Sarcopenia correlates with systemic inflammation in COPD
Authors Byun MK, Cho EN, Chang J, Ahn CM, Kim HJ
Received 21 December 2016
Accepted for publication 30 January 2017
Published 20 February 2017 Volume 2017:12 Pages 669—675
Checked for plagiarism Yes
Review by Single-blind
Peer reviewers approved by Dr Charles Downs
Peer reviewer comments 2
Editor who approved publication: Dr Richard Russell
Min Kwang Byun,1 Eun Na Cho,1 Joon Chang,2 Chul Min Ahn,1 Hyung Jung Kim1
1Division of Pulmonology, Department of Internal Medicine, Gangnam Severance Hospital, 2Division of Pulmonology, Department of Internal Medicine, Severance Hospital, Yonsei University College of Medicine, Seoul, South Korea
Background: Muscle wasting and chronic inflammation are predominant features of patients with COPD. Systemic inflammation is associated with an accelerated decline in lung function. In this study, the prevalence of sarcopenia and the relationships between sarcopenia and systemic inflammations in patients with stable COPD were investigated.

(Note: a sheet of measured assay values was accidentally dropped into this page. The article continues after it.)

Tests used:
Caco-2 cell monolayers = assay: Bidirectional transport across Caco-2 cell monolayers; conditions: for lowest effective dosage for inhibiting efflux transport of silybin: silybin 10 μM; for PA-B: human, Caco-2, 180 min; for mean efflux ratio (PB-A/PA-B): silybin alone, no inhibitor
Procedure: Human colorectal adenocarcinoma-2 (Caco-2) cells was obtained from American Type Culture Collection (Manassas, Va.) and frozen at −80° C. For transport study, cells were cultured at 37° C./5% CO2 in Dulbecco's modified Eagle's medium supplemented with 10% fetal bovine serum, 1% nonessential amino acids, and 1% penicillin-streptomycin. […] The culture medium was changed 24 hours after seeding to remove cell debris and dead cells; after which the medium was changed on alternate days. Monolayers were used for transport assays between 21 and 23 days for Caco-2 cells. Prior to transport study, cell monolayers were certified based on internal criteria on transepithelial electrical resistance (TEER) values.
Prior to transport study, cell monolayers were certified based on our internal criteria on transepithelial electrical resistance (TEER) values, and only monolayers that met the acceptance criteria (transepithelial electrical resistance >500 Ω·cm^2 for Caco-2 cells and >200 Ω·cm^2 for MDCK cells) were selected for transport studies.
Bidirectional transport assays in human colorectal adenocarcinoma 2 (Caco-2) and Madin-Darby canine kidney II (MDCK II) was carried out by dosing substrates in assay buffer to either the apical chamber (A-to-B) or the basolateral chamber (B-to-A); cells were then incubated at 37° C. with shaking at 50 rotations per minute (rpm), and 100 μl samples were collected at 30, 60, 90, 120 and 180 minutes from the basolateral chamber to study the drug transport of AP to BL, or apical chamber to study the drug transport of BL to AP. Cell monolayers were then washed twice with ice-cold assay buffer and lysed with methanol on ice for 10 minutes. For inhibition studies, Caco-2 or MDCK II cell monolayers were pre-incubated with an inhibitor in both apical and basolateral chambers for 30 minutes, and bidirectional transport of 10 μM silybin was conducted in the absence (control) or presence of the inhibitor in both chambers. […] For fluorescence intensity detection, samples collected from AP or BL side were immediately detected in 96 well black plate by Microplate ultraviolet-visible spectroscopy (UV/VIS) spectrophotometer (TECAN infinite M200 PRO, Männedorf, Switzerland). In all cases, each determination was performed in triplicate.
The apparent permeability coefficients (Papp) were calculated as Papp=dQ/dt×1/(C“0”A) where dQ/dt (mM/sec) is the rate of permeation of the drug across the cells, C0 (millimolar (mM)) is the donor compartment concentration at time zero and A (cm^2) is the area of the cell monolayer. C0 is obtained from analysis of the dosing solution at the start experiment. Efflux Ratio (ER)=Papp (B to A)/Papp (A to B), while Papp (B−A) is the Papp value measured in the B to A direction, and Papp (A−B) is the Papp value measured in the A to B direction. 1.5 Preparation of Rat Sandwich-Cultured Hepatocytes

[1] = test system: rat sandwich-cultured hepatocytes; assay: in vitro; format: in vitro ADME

Materials and methods: In a cross-sectional design, muscle strength and muscle mass were measured by handgrip strength (HGS) and bioelectrical impedance analysis in 80 patients with stable COPD. Patients (≥40 years old) diagnosed with COPD were recruited from outpatient clinics, and then COPD stages were classified. Sarcopenia was defined as the presence of both low muscle strength (by HGS) and low muscle mass (skeletal muscle mass index [SMMI]). Levels of circulating inflammatory biomarkers (IL-6 and high-sensitivity TNFα [hsTNFα]) were measured.
Results: Sarcopenia was prevalent in 20 (25%) patients. Patients with sarcopenia were older, had lower body mass index, and a higher percentage of cardiovascular diseases. In addition, they had significantly higher modified Medical Research Council scores and lower 6-minute walk distance than those without sarcopenia. HGS was significantly correlated with age, modified Medical Research Council score, and COPD Assessment Test scores. Both HGS and SMMI had associations with IL-6 and hsTNFα (HGS, r=-0.35, P=0.002; SMMI, r=-0.246, P=0.044) level. In multivariate analysis, old age, lower body mass index, presence of cardiovascular comorbidities, and higher hsTNFα levels were significant determinants for sarcopenia in patients with stable COPD.
Conclusion: Sarcopenia is very common in patients with stable COPD, and is associated with more severe dyspnea-scale scores and lower exercise tolerance. Systemic inflammation could be an important contributor to sarcopenia in the stable COPD population.
Keywords: sarcopenia, muscle wasting, handgrip strength, systemic inflammation, COPD